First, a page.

8. Muhammad Amin al-Muhibbi, Khulasat al-athr fia'yan al-qarn al-hadi'ashar (Beirut), 4: 144-45.

9. 'Abd al-Ghani al-Nabulsi, al-Hadiqa al-nadiyya: sharh al-tariqa al-muhammadiyya (Lahore, 1977), 2: 292.

10. Muhammad Khalil al-Muradi, 'Arf al-basham fi man waliya fatwa dimashq al-sham (Damascus, 1988), 21-23.

11. See for example, al-Muhibbi, Khulasat, 1: 35-36; 4: 159-60; Muhammad Khalil al-Muradi, Silk al-durar fi al-qarn al-hadi 'ashar (Beirut, 1988), 1: 32-33, 41, 82-83; 4: 38.

12. For a summation of this attitude, see the biography of Najm al-Din al-Ghazzi in al-Muhibbi, Khulasat, 4: 196.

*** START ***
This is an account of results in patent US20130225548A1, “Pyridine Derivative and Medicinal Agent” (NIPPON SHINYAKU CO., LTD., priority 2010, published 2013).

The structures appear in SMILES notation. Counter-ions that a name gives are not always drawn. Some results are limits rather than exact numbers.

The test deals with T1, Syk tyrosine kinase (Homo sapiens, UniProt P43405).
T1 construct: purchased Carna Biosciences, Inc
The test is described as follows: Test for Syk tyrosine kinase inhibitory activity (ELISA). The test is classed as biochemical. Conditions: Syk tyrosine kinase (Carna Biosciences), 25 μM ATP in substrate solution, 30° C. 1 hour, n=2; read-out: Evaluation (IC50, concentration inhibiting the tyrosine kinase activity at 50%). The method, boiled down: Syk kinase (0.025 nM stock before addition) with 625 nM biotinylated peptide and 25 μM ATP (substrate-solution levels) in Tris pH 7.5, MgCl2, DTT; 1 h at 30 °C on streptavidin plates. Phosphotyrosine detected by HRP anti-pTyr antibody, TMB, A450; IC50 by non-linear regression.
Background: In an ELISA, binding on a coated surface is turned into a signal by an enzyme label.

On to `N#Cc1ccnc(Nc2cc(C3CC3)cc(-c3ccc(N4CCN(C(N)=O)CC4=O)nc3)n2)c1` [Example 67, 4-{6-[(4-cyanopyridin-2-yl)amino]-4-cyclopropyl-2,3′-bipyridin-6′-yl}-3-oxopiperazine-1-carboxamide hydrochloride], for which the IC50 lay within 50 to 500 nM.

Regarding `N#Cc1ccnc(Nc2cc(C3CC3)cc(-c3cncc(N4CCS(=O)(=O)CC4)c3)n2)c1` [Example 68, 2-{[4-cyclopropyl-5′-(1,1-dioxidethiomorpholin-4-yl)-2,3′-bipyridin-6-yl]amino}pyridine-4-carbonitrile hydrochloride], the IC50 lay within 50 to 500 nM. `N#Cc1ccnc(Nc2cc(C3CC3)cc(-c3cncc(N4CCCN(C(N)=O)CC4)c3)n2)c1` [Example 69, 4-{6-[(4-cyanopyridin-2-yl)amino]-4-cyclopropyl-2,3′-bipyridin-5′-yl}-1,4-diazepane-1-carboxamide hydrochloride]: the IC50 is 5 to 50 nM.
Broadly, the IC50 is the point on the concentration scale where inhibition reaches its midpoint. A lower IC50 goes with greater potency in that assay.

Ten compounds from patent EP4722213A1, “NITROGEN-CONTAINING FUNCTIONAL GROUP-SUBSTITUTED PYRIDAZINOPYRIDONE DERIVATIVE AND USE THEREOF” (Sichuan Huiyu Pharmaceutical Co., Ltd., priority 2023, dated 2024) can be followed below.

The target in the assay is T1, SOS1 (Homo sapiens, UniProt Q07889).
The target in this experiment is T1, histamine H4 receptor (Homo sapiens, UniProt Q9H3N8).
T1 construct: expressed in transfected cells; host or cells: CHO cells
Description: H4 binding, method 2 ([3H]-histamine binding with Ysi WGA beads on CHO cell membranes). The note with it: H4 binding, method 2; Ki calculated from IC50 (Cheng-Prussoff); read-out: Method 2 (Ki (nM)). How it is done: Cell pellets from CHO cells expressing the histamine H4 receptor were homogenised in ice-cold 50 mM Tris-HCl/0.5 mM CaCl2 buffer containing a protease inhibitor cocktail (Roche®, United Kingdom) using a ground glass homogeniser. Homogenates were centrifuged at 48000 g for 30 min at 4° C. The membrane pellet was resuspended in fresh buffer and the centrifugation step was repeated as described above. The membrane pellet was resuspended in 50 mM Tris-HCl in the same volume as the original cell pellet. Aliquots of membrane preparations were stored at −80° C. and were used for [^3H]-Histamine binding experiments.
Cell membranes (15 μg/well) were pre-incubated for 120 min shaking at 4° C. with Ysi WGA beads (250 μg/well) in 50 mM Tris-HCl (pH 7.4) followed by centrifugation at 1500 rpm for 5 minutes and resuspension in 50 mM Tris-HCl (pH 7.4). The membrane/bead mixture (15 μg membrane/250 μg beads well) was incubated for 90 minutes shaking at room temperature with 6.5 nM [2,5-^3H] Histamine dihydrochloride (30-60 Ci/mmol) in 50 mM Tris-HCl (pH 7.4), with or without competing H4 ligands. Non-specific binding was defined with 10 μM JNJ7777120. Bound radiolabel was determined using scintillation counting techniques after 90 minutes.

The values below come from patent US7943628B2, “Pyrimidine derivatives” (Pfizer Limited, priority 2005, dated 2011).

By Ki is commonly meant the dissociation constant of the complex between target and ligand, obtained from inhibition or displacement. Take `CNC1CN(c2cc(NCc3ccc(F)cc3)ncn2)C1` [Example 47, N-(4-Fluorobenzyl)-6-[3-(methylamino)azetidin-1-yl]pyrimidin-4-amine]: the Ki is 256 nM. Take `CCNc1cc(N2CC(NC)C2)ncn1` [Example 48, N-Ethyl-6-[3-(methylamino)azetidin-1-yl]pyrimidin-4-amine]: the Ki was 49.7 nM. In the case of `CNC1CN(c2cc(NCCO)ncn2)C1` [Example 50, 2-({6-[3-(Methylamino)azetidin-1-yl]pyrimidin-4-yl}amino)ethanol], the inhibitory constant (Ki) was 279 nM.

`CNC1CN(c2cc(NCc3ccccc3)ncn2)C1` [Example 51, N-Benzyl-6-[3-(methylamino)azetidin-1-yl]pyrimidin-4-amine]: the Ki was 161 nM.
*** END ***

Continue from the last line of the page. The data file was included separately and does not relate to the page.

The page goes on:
13. al-Nabulsi, al-Hadiqa, 2: 520. As a practitioner of Sufism himself, he was sometimes willing to take a more moderate position. The shouting and commotion that sometimes attended Sufi ceremonies might be permissible, but only on condition that the participants were genuinely carried away by the experience of the meditative trance. Silence, he reiterated, was always most appropriate. See al-Nabulsi, Kashf al-nur 'an ashab al-qubur, Suleymaniye Library, Esad Efendi 3601, 70a-b. For an example of Sufi excesses which disturbed contemporaries, see al-Muhibbi, Khulasat, 1: 283.

14. al-Nabulsi, al-Hadiqa, 2: 311-12.

15. Erving Goffman, The Presentation of Self in Everyday Life, (New York, 1959), 208-37.

16. Ahmad al-Budayri, Hawadith dimashq al-yawmiyya, (ed.) Ahmad 'lzzat 'Abd al-Karim, (Cairo, 1959), 192-93.

17. See for example al-Nabulsi, al-Hadiqa, 2: 352-53, 415-16, 542-43.

18. al-Nabulsi, al-Hadiqa, 2: 303.

19. al-Muradi, 'Arf, 5.